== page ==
Fortunately he tells 4 people the day before that they will be on the spit. The bad news is if you muff it, you really have no excuse. Other things being equal I suppose I prefer having done my class participation duty early.
I've decided this semester, perhaps to the relief of my classmates, to ask fewer questions in class. I'm always going to have another question that interests me, I don't need to bore everyone else with it.
13 Jan 05 ::: Comments closed
The arrival of grades has subtly but unmistakably altered the mood of the class. Mostly it is the fruit of suppression: those who didn't do so well are putting on a brave face (successfully); those who did well are trying not to openly gloat (with mixed success).
Having completed the first major milestone of law school I can feel my expectations rising in the 2nd semester -- of myself, of the school -- and my patience for certain types of mediocrity getting shorter.
Based on the first week of classes I'm thinking I've got two professors who are on the ball and two who are not. I want to see the good in people, really I do. But the more experience you get with things, the harder it is to suppress your bad vibes, because, well, they're usually accurate.
Not that I want to be the guy with the black cloud on his head. In any environment you can be required to work with people you don't have a favorable impression of. Perhaps it's a frustration inherent to not having choice in your subjects or professors in the 1L year. If I chose a mediocre professor, at least I'd feel accountable for the error in judgment. When the school picks the professors for me, the accountability is diffuse.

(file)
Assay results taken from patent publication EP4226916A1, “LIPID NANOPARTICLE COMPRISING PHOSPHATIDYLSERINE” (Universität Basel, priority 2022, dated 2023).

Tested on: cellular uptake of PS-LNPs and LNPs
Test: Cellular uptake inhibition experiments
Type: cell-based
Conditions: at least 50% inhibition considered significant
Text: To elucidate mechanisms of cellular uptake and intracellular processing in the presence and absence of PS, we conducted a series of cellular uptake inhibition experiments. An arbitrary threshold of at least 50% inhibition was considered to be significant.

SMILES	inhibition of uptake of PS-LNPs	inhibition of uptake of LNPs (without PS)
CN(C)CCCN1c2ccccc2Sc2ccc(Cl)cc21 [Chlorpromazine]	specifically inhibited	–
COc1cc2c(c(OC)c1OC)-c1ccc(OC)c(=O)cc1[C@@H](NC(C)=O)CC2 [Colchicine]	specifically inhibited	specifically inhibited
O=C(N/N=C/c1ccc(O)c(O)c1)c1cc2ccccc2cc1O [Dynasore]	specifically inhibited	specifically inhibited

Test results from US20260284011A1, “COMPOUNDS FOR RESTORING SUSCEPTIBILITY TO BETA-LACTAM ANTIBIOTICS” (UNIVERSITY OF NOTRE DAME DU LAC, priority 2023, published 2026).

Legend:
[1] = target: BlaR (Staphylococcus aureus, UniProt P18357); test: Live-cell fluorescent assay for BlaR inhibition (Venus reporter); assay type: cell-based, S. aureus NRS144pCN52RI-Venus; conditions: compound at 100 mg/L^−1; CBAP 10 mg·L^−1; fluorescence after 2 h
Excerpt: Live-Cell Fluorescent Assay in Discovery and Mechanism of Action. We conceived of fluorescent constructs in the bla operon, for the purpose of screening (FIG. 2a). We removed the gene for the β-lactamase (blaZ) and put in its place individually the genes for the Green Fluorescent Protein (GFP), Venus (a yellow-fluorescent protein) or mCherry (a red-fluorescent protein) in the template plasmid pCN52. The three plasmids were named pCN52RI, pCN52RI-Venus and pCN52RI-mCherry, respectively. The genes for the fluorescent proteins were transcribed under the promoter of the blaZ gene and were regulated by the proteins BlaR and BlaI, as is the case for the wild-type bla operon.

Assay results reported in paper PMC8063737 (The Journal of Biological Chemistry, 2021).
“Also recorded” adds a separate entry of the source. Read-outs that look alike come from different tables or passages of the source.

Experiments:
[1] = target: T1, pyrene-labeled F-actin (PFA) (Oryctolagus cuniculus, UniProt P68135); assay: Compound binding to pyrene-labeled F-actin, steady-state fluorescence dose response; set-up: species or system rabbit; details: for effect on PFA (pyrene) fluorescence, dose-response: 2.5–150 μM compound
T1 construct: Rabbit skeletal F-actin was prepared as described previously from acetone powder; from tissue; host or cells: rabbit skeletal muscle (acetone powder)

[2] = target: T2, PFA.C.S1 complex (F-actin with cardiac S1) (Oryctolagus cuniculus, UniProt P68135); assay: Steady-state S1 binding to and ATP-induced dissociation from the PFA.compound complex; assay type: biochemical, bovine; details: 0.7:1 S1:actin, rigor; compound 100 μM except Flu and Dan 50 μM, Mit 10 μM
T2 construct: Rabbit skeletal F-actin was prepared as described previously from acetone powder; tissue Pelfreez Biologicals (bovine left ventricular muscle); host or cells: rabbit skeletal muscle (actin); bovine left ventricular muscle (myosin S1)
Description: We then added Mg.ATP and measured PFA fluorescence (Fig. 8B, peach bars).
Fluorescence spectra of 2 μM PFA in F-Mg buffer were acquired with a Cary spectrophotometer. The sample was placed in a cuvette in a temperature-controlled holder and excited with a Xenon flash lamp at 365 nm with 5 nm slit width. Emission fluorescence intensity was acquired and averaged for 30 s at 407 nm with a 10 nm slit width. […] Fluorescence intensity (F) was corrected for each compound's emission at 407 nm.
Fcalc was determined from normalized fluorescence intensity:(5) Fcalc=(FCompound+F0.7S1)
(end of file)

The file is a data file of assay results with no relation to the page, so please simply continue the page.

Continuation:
16 Jan 05 ::: Comments closed
Law school is a little like the guy in your office who needs everything ASAP. Right away. Emergency. There's the people who take him at face value and get burned out acceding to his demands. Then there's the others who don't get caught up in the perceived emergency, filter it out, and go about their business.
Law school wants to move you smoothly from one state of hysteria to another. First the hysteria about the LSAT; then applying & getting in; then first semester; then first exams; and now that first exams are over, the 1L summer job; and coming this fall, on-campus interviewing for the 2nd summer job; which leads to your 3L job offer; which leads to the rest of your life as a lawyer.
Whew. Don't forget clerking for a judge for a year after law schoool. So you need to arrange that & the job offer simultaneously.
There's a part of me that wants to respect the process. It may not make sense that things are done as they are, but that is the methodology, and you can't redraft the rules by personal fiat. You have to do your best to color inside the lines.
There's another part that finds it absurd. Because as you pass through each allegedly hysteria-quality milestone, it wasn't really as bad as you thought. So that's when you get to thinking -- maybe the next one isn't as bad either. Maybe I should just relax.
It's easy to get into a mentality of telling yourself "I'm sunk if ____ doesn't happen" over and over again. Invariably _______ won't happen at some point, and you'll deal with it, and everything will go back to being fine. Why not just start with that attitude & enjoy it longer?
17 Jan 05 ::: Comments closed